UI students begin 'fantastic journey'

UI students begin 'fantastic journey'

URBANA – "I'm ready to cry," said Pat Charnas, as her daughter Kate rose from her chair in the Illini Union and left to attend a meeting with advisers from the College of Liberal Arts and Sciences.

"It's a little overwhelming," Charnas said, looking around the crowded ballroom. Kate is her oldest child, her first to attend college.

The Charnases left their house in Darien at 6:15 a.m. Thursday to attend IStart, the University of Illinois' summer registration program. They joined several hundred incoming freshmen, parents, plus the occasional younger sibling (often looking thrilled to be there).

After the students and their families walked into the Union, program organizers separated them, sending the student one way and parents the other. They want the students to register themselves, said summer registration coordinator Dena Lawrence.

Linda Cox, director of the UI's Counseling Center, welcomed the Class of 2010 to "the first leg of a fantastic journey."

Current UI students ran down the aisles, cheered and introduced themselves. Then the new students headed to meetings with advisers and parents listened to a panel entitled "Family Relationships and College Life," where they asked questions about college safety, working on campus and a range of other topics.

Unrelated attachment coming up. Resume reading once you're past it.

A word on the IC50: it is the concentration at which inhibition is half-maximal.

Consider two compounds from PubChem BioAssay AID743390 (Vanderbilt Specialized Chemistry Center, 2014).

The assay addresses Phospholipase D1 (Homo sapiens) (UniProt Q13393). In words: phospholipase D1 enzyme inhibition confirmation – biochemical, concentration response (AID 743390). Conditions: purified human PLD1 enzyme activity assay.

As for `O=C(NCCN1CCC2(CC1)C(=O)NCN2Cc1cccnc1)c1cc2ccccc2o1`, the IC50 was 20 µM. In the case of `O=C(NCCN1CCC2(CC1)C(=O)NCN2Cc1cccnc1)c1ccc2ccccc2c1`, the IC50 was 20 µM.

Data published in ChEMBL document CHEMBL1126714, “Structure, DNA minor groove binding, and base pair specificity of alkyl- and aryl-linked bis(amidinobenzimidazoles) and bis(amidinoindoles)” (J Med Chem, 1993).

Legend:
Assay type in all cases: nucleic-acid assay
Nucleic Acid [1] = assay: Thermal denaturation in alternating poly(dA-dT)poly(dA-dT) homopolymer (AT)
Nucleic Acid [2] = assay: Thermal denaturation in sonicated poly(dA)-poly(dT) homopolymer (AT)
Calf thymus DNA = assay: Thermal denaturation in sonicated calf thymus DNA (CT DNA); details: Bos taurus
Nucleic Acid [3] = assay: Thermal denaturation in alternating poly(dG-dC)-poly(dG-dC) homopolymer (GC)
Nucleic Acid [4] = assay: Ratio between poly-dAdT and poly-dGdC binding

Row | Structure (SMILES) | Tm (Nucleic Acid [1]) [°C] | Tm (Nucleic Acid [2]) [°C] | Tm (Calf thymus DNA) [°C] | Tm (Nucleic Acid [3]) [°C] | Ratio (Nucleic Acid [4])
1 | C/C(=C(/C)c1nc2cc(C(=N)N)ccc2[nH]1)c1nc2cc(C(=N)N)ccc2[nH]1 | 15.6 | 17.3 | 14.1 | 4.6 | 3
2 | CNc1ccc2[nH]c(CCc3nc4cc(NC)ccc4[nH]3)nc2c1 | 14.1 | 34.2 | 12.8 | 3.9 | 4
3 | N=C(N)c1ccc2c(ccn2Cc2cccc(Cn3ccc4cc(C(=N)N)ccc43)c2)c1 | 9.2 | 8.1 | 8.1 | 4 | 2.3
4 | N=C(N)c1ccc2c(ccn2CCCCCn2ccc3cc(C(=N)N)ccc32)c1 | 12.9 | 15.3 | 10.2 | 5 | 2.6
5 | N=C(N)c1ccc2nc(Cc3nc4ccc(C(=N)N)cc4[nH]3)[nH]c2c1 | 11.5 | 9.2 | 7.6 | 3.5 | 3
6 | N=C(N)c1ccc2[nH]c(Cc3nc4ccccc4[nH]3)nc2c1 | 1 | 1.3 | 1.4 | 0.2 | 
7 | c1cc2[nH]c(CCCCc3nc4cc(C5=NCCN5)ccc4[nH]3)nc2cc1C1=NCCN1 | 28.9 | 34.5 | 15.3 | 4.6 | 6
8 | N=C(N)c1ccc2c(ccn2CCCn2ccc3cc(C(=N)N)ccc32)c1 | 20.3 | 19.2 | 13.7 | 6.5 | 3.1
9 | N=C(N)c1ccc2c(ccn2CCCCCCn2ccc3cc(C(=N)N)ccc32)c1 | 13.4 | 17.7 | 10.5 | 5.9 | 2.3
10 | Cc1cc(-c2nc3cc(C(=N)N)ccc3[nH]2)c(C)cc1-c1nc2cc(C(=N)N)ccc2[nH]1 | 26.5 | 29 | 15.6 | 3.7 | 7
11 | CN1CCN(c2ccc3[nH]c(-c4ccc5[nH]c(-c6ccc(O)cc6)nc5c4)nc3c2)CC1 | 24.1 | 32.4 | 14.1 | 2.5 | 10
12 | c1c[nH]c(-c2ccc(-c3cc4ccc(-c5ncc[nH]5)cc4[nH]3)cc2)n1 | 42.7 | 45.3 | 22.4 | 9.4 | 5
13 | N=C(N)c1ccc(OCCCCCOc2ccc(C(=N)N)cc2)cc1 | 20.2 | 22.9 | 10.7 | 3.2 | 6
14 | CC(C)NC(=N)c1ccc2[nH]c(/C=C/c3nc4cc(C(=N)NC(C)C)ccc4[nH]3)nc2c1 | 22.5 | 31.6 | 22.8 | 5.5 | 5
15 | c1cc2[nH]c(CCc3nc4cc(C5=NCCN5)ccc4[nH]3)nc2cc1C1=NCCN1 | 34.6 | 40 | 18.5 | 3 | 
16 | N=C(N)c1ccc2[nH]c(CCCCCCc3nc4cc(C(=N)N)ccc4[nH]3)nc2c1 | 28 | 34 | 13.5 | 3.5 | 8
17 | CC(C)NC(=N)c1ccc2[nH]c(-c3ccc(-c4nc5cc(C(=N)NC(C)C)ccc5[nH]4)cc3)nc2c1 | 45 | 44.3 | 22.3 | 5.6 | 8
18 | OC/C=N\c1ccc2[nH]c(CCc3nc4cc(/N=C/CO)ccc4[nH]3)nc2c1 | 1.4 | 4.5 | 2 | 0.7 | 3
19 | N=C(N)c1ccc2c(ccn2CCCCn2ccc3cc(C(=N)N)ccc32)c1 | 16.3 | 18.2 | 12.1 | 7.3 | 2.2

Students register for classes, receive their student ID cards, can meet with housing staff, counseling staff, financial services staff, you name it.

"It's a very packed day," Lawrence said.

The UI organizes 34 registration programs throughout the summer beginning May 30. Last year, the UI switched from a two-day registration and orientation to a one-day registration program. Orientation activities are now held during Welcome Week in August.

All incoming freshmen are required to attend. Participation can vary by day. One day brought about 900 participants, Lawrence said.

Three student coordinators and 27 IStart Student Leaders help run the show. These are current UI students who have been there. They greet parents and students at the Assembly Hall, where they were told to park. They chat with incoming students at the bus stop and answer questions throughout the day.

Most common question: Where's the bathroom?

Most unusual question: How do I convince my son to break up with his girlfriend before he comes to school here?

"I love to talk, so this job is perfect," said sophomore Jessie Brown of Buffalo, N.Y.

The leaders applied last fall, attended two interviews and completed 75 hours of training during the spring semester.

"Most of the time they (incoming students) are more confused than nervous," said sophomore Samantha Johnson of Hoopeston.

"It's a lot of information at once," said Eunsun Nam of Buffalo Grove as she flipped through the class schedule. The incoming freshman was due to meet with her adviser at 1 p.m. Thursday. She admitted she was a little nervous about a few things, mainly about picking the right classes and about housing. She sent in her housing application a little late and wasn't sure what dorm she would live in beginning this fall.

"There are so many handouts," said Julia Kandlik of Lisle.

Luckily, students get a free blaze orange bag when they register.

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